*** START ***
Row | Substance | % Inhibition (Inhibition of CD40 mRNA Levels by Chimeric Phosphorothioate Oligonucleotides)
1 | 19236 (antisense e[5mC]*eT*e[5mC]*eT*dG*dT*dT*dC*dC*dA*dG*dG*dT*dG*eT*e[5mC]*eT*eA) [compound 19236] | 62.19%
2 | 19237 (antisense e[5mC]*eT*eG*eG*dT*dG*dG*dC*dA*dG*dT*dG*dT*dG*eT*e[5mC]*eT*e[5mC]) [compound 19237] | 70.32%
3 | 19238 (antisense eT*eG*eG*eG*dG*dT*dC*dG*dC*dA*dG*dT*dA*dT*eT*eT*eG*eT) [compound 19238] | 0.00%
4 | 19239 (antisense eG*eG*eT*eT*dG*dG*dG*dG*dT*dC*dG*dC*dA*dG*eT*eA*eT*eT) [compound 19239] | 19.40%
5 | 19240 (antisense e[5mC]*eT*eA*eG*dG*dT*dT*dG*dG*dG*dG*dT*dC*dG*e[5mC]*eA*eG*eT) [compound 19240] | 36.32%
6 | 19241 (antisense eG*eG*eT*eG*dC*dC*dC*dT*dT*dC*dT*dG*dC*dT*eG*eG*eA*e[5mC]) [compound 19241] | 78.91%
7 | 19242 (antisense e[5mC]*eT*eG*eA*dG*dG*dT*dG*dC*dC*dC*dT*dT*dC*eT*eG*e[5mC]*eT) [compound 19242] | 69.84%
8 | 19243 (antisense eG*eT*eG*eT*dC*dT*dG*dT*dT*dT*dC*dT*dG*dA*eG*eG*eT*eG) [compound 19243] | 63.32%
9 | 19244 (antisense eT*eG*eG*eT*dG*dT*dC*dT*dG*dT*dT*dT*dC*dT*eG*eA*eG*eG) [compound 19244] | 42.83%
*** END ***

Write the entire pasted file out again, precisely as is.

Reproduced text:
Row | Substance | % Inhibition (Inhibition of CD40 mRNA Levels by Chimeric Phosphorothioate Oligonucleotides)
1 | 19236 (antisense e[5mC]*eT*e[5mC]*eT*dG*dT*dT*dC*dC*dA*dG*dG*dT*dG*eT*e[5mC]*eT*eA) [compound 19236] | 62.19%
2 | 19237 (antisense e[5mC]*eT*eG*eG*dT*dG*dG*dC*dA*dG*dT*dG*dT*dG*eT*e[5mC]*eT*e[5mC]) [compound 19237] | 70.32%
3 | 19238 (antisense eT*eG*eG*eG*dG*dT*dC*dG*dC*dA*dG*dT*dA*dT*eT*eT*eG*eT) [compound 19238] | 0.00%
4 | 19239 (antisense eG*eG*eT*eT*dG*dG*dG*dG*dT*dC*dG*dC*dA*dG*eT*eA*eT*eT) [compound 19239] | 19.40%
5 | 19240 (antisense e[5mC]*eT*eA*eG*dG*dT*dT*dG*dG*dG*dG*dT*dC*dG*e[5mC]*eA*eG*eT) [compound 19240] | 36.32%
6 | 19241 (antisense eG*eG*eT*eG*dC*dC*dC*dT*dT*dC*dT*dG*dC*dT*eG*eG*eA*e[5mC]) [compound 19241] | 78.91%
7 | 19242 (antisense e[5mC]*eT*eG*eA*dG*dG*dT*dG*dC*dC*dC*dT*dT*dC*eT*eG*e[5mC]*eT) [compound 19242] | 69.84%
8 | 19243 (antisense eG*eT*eG*eT*dC*dT*dG*dT*dT*dT*dC*dT*dG*dA*eG*eG*eT*eG) [compound 19243] | 63.32%
9 | 19244 (antisense eT*eG*eG*eT*dG*dT*dC*dT*dG*dT*dT*dT*dC*dT*eG*eA*eG*eG) [compound 19244] | 42.83%